I’ve been exploring the hiring space for a while now, looking for a pain to solve.
The Hiring Handbook is aimed at hiring managers like myself, addressing the pain of sourcing and self-recruiting developer candidates.
The issue? It’s time-consuming to do right, which is why recruiters exist in the first place. Also: most hiring managers hire maybe a half-dozen a year on the outside. Just how painful is that pain and is it worth paying for a solution?
The issue? Even that niche feels too big and awash in information. It’s proving quite difficult to break through the noise, even though I’m producing what feels like especially valuable information (especially that email course).
I might need to throw some ads at it and see what happens. I’m just hesitant to do so without at least a teensy bit of traction.
Along the way, I ran across other pain points:
- The hiring process rampup: If you don’t hire all that often, going from a standing start to hiring mode is a bear. Also, vetting, interviewing and selecting the right candidate is difficult and costly to screw up. I’m not sure of the solve for this one yet, short of technical vetting as a service. Code challenges and scoring as a service, maybe? Maybe not recruiting, but just vetting/screening?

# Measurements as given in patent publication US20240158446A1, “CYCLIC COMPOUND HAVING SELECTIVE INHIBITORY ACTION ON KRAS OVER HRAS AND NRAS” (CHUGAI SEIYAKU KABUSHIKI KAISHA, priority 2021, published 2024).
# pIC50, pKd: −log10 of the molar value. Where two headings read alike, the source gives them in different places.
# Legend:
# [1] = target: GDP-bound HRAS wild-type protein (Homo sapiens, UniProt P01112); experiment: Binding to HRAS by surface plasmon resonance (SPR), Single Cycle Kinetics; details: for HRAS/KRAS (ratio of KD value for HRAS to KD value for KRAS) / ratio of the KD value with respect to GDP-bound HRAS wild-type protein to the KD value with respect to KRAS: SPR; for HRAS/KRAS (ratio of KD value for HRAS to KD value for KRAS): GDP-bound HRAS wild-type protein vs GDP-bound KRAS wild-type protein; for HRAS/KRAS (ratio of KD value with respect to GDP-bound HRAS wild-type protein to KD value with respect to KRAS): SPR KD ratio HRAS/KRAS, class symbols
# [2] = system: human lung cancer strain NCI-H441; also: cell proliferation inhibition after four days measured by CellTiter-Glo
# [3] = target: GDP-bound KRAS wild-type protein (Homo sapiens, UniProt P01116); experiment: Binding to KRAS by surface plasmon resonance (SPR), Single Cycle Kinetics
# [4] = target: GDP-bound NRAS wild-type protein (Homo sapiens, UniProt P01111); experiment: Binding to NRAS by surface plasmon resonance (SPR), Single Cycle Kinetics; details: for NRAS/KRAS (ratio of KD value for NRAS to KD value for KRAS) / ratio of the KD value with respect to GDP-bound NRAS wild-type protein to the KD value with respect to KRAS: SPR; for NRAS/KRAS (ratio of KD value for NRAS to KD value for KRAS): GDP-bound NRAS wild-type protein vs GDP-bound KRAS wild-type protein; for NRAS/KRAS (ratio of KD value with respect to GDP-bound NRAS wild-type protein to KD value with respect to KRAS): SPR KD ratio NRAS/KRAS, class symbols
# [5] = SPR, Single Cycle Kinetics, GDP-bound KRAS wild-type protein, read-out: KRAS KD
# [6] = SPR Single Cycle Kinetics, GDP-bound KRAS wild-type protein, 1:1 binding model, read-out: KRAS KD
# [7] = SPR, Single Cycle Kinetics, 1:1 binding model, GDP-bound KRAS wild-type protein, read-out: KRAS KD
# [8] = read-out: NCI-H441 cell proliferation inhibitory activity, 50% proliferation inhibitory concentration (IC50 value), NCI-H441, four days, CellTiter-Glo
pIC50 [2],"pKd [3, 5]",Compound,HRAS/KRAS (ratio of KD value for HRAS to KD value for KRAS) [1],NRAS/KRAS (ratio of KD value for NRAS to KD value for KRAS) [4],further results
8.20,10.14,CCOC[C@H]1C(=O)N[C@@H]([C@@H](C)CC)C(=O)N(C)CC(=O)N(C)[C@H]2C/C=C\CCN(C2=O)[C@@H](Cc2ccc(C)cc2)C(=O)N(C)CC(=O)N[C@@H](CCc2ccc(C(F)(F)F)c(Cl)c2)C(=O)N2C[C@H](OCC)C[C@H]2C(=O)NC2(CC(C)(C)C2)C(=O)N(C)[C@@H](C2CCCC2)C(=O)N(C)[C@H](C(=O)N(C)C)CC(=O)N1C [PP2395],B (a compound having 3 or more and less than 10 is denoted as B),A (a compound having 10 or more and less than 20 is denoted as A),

- New employee training: With small teams especially, getting a new employee up to speed on codebases and culture can (and does, I’m guilty too) fall by the wayside. You’re small, you’ve got important work to do and you don’t always take the time to get a new team member fully integrated. Possible solve for this? It’s much less software than service, but working with teams to document their processes and create new employee training “things” (docs, videos, games?)
- Managing candidates: A hell of a lot of tech companies are using straight-up GMail to handle incoming applications. That has to be painful. I have a specific idea in mind for this one, but I’m still trying to figure out if there’s an actual pain there. Buffer, for instance, funnels job applications through Help Scout along with their support load. Doesn’t sound ideal to me, but they seem to think that works for their insane volume.
In general, I like thinking about this space quite a bit. I like almost all parts of hiring, from theory to tactics. I want to find a business in this space; it’s just a matter of where and what.
I want to make this better.
Did I miss a pain point? Have an idea? Interested in one of the above?
Let me know: